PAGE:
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100% 용산 (Yongsan)

By Jeffrey S. Nesbit (Visiting Assistant Professor of Architecture) | This essay examines the current re-naturalization plans for the Yongsan district of Seoul, Korea and offers an alternative by considering the consequences of foreign offices distributed within the heart of the city.

Highly Condensed History

The city of Seoul has experienced a complicated history of authority exchange and cultural turbulence. Since the internal conflicts between three segregated Kingdoms beginning in 57 BC, continuous invasions by the Chinese and Mongols during Goryeo throughout 10th – 14th century, and the up-rising of the Joseon Dynasty until the beginning of the 20th century, Korean culture is bounded by strengthen, ingenuity, and struggle to maintain a rich cultural standard. By 1910, the Japanese fully invade Korea forbidding any use of Korean language, arts, or traditional attire making for a sterile cultural continuum. War again breaks out in the late 1940’s and after a continuous struggle between the Japanese, Soviet Union, and United States in the late 1950’s the city of Seoul is left almost completely destroyed. Although historically entangled in a complex and ever-changing status, the country continually rises up again and again. Today, Seoul is a massive urbanized megalopolis. Composed of almost half of South Korea’s population, this city possesses a rich history of conflict, economics, technology, and culture. This oscillation of power, politics, and military action imprint affects into the cultural palimpsest and urban strata throughout the city. This essay particularly examines the impacts of such historical heterogeneity in the district of Yongsan-gu, Seoul.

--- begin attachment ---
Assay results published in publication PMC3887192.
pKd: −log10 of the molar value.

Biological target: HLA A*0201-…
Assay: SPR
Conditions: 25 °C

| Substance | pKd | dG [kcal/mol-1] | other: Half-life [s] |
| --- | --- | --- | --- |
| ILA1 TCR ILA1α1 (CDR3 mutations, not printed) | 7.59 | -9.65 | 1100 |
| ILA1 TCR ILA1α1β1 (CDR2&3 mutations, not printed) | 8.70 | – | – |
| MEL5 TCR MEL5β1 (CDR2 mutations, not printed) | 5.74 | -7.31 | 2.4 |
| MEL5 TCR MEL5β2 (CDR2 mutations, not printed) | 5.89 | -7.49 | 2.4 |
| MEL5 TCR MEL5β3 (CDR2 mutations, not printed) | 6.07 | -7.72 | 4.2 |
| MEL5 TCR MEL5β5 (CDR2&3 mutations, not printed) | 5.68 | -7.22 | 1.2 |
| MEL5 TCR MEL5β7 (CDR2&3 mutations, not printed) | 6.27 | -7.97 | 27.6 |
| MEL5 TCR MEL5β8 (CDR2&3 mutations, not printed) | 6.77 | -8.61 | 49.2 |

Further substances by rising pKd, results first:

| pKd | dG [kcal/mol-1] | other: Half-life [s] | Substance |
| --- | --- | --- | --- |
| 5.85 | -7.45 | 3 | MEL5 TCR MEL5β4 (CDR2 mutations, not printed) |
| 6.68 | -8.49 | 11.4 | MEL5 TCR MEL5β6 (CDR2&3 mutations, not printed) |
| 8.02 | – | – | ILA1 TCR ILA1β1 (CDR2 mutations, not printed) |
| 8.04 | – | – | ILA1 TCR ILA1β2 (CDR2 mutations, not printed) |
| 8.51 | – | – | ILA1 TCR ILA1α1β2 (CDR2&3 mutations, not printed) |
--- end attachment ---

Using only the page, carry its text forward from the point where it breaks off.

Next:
Towards the end of the Joseon Dynasty, the city of Seoul developed into a mature, well-ordered plan organized by a fortress wall built in 1396. Inside the defense wall, two primary axes of an east-west waterway, today Cheonggyecheon and Jongro, and the north-south corridor, set by the axis of the Gwanghwamun Palace Gate, now Sejong-daero, establish the base organization for a future downtown megalopolis[1].

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Figure 01. Historical map of Seoul during Joseon Dynasty, 14th – 15th century. (source: Seoul Museum of History)

Prior to Japanese Occupation Period, established by the Qing Dynasty from China, briefly utilized an area south of Seoul for strategic military positioning in 1882 during the Imo Incident[2]. When the Japanese invade the city in 1910, they begin to setup a military base outside of the fortress boundary mentioned above, in the same location as the Qing troops. This area, known today as Yongsan, was considered the southern fringe, hinterlands of the bustling early 20th century Seoul. By 1937, the Japanese had fully constructed a permanent military base with hundreds of compounds built of storage buildings, military offices, training facilities and various compounds for military activities[3]. Even the Japanese forcefully trained Koreans on these grounds in support of a Mongolia invasion by the Japanese. As the political and military climate shifts during the Korean War in the 1950’s the United States strategically infiltrates the city in an attempt to block the Communist Soviets from extending any further south of the Korean Peninsula. Again, the Yongsan land is re-claimed by a former military power, this time as the U.S. Forces Korea (USFK).